This process led me to continuously unearth myself. At first, by way of tears, clumsily. And, as my fears began to soften, daringly. In the silence, my heart, jammed tight for such a long time, cracked open; it was heavy and silken, wrenching, and tender. I cried and I prayed, I wrote, and I danced. I laughed and I lit candles. I made amends and I drank. I howled and asked for forgiveness. I digested life and rested in the pause. As old wounds unravelled and mended, I felt soft and mushy, in awe with how much beauty and loss my heart could feel; all at once.
On a particularly tender night, I felt as if I finally returned to myself: as if I finally met myself for the first time. A quiver, a gentle ‘hey, that’s me’. And love, acceptance, marvel rushed through. Softness had been there, inside of me, all along: underneath the grief, underneath the relentless self-loathing, underneath the merciless depression, a sweet softness shimmered through. Life has unfolded sweetly since then; not smoothly or painlessly, but sweetly. There is an intrinsic sweetness that shines through: through the beautiful and the not so beautiful, through the silly, the mundane, the harrowing. Grace. On the very same tender night, I wrote in my journal:
‘Fears blossom into devotion in the palms of my hands. I bathe in what is. And there is only daylight.’
And I trust that there will be. As Mr. Leonard Cohen would sing, ‘There is a crack in everything. That’s how the light gets in.’
There will be kindness.
photo: mid-isolation in 2020, when my hair was wild & my mind heavy. wearing my mother’s dress.
*sing-songs*: my love was as cruel as the cities i lived in / and i’ve been sleeping for so long in a 20-year dark night / but now i see daylight, daylight, daylight
your call is the cinder your mouth is the fire burning the tips of my fingers, weaving my thoughts in gold wire.
my tears are the milk, my oblations are the flowers gliding onto the blest thāli, pouring into fire that devours.
your curls are the waves, your teeth are the moons cooling the ārti of my heart , more precious than kingly boons.
my love is the oath, my longing is the path jostling me to you, enough to endure the world’s wrath.
monsoon one, tell me when my yearning reaches the skies are you the sunlight bathing my eyes?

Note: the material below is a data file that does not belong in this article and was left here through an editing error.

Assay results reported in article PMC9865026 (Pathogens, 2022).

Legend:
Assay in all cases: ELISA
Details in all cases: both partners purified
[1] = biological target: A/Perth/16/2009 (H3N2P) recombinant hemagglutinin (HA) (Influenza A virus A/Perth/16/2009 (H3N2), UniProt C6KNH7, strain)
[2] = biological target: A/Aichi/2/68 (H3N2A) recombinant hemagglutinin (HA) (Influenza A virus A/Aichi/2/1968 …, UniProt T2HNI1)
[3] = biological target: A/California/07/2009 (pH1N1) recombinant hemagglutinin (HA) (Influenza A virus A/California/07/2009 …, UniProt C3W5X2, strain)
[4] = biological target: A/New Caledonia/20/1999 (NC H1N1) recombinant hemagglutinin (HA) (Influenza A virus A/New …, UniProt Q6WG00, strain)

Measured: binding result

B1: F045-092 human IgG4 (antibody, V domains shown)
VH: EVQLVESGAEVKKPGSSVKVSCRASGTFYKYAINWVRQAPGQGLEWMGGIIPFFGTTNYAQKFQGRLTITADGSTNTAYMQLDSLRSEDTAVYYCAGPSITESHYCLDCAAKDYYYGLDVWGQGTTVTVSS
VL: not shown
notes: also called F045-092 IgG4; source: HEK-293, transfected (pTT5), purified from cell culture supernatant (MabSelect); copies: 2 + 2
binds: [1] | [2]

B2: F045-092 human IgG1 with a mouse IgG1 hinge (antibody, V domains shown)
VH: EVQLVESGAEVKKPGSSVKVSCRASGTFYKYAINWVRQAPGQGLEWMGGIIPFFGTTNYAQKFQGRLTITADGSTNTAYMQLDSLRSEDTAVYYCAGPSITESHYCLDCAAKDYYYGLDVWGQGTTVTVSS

Glossary thāli – metal plate used in rituals of worship, on which offerings of fire and water are laid. ārti – Sanskrit for ‘affliction’ or ‘distress’, as well as an alternative modern spelling for āratī, a ritual in which the light of a burning flame is offered to deities.
.❀。• *₊°。 ❀°。 my creative contribution to the Florilegium Anthology .❀。• *₊°。 ❀°
🖤🥀🌼 FLORILEGIUM 🥀🌼🖤 is an anthology of fiction & non-fiction literature compiled by the 2022 cohort of the Warwick Writing Programme, birthed out of love for writing and out of commitment to expression and self-discovery through the art of writing. Florilegium features 21 emerging writers and it holds short stories, flash fiction & poetry. it was a pure delight to work on this collection with my very talented colleagues and it is a joy to see it out in print! the Florilegium launch was held in february in London 🖤 photos from the launch below!
i had thought that i was just a girl who wanted to plant lemon trees but my hot blood scorched the vine trailing on the windowsill.
Keśava, you are pulling me to you by my teeth and i follow happily.
i followed you into the seven seas and i followed you into the circle of mountains i have been calling you with folded hands and now i will dance to you with my mouth open and with flowers woven into my skin tissue.
monsoon one, did you know that the crevices of my heart can hold you whole? did you know that the fire in my belly can swallow the three worlds?
happy Mahāśivarātri! 🙏 reflecting today on the need to destroy within that which is familiar to be reborn as new. a poem inspired by the homam witnessed at the Chidambaram Temple (pictured):
Agni is starved
mantra pours into the fire ghee pours into the fire milk pours into the fire curd pours into the fire sugar pours into the fire silk pours into the fire
fear pours into the fire past pours into the fire doubt pours into the fire attachment pours into the fire woe pours into the fire ire pours into the fire
Agni licks his lips
quenching the homam within, i wear the embers on my eyelids with each blink i regenerate.
Har Har Mahādeva!
🔱 further context: scholar Richard K. Payne explores homa as symbiosis between fire, the deity invoked in and concomitantly identified with the fire, and with the practitioner, who themselves becomes ‘ritually identified with both the deity and the fire’. in this, the offerings immolated in the fire are connoted with ‘spiritual obstacles that impede the practitioner from full awakening’. most significantly, ‘the practitioner’s own inherent wisdom is identified with the fire, and just as the offerings are transformed and purified, the practitioner’s own spiritual obstacles are, as well’. (2017) Payne interestingly identifies two strains of interpretation of the ritual: first, ‘the yogic interiorization of ritual found in post-Vedic Indian religion, more as a form of esoteric physiology than as a psychologized understanding of visualization’; second, ‘the sexual symbolism’ ‘attached to all aspects of fire rituals’. (2017)